Here, the information set forth in Plaintiff's in forma pauperis affidavit does not demonstrate his inability to pay. While Plaintiff represents that he has $40, 000 in outstanding student loans, the affidavit also demonstrates that he has no dependents and significant valuable assets, including $14, 000 in cash, savings, checking, or in another account. (ECF No. 1 at PAGEID # 3.) Cf. Walker v. Wechsler, No. 1:16-cv-01417-JLT (PC), 2017 WL 2535340, at *3 (E.D. Cal. June 12, 2017) (revoking in forma pauperis status once the court learned that the plaintiff had omitted from his application that he had $10, 000, at the time he filed his application and “it is clear that Plaintiff was not impoverished when he filed this action”); Pierre v. Miami Dade Cty. Public Sch., No. 14-22045-CIV, 2014 WL 5393045, at *1 (S.D. Fla. Oct. 22, 2014) (denying request to proceed in forma pauperis where the plaintiff's monthly income was $1, 828, she had a checking account with a balance of $15, 000, and her monthly expenses totaled approximately $2, 000). In addition, Plaintiff's affidavit reflects that his average monthly income is $6, 160 (ECF No. 1 at PAGEID # 2.), which places Plaintiff's income at more than six times the poverty level of income for a family of one. See Annual Update of the HHS Poverty Guidelines, 82 Fed. Reg. 8831-03, 8832 (Jan. 31, 2017) (listing the poverty line as $12, 060, for a family of one); Pramuk v. Hiestand, No. 3:16-CV-572, 2016 WL 7407011, at *1 (N.D. Ind. Dec. 22, 2016) (“Because Pramuk's stated income is substantially more than the poverty level, she does not qualify under the in forma pauperis statute.”); Behmlander v. Comm'r of Soc. Sec., No. 12-14424, 2012 WL 5457383, at *1 (E.D. Mich. Nov. 8, 2012) (denying motion to proceed in forma pauperis where the Plaintiff's income was more than twice the federal poverty level).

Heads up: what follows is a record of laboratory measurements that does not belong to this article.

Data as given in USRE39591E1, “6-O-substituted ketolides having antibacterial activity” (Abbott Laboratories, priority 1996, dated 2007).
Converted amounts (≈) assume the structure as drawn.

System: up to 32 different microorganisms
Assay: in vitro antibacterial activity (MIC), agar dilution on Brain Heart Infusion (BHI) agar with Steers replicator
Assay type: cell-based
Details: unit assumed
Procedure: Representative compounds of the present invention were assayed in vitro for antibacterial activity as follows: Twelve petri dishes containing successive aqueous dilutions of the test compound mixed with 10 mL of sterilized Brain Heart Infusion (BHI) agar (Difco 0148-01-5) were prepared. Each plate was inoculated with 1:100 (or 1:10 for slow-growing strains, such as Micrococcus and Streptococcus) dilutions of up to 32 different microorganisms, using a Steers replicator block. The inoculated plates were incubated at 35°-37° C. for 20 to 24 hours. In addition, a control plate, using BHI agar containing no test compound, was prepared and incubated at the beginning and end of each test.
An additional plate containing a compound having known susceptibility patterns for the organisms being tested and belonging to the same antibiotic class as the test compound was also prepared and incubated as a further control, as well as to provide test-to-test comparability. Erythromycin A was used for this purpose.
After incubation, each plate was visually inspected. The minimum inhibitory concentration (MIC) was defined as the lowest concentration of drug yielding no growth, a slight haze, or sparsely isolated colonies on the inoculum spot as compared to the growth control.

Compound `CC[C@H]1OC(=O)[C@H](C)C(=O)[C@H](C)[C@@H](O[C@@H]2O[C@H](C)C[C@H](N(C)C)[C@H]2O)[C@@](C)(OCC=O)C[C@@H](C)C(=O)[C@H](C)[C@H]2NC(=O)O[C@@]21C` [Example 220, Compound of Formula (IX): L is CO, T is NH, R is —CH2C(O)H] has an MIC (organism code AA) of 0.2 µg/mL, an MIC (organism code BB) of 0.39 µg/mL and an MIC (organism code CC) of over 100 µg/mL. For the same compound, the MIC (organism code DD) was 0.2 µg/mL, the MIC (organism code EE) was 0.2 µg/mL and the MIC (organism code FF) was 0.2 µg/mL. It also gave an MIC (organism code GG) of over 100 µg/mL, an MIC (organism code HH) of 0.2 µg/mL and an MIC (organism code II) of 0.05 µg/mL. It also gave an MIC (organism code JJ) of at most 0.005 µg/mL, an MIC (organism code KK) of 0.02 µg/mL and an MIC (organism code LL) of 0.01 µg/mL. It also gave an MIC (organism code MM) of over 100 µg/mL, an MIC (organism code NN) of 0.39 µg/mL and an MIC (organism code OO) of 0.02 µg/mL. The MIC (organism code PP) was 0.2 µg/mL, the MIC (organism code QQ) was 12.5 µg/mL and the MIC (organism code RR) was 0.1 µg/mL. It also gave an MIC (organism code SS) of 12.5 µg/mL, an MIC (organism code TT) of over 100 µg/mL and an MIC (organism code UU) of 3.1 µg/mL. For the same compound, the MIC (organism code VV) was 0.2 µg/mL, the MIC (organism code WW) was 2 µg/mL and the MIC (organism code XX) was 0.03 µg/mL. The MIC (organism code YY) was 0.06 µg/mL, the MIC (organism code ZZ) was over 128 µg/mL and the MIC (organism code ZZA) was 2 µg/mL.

In sum, in view of Plaintiff's monthly income of $6, 160 and his assets totaling approximately $14, 000, the Undersigned finds that Plaintiff has not demonstrated that, because of his poverty, he is unable to pay for the costs of this litigation and still provide for himself. It is therefore RECOMMENDED that Plaintiff's Application to Proceed In Forma Pauperis (ECF No. 1) be DENIED and that he be ordered to pay the required $400 filing fee within FOURTEEN (14) DAYS if he intends to proceed.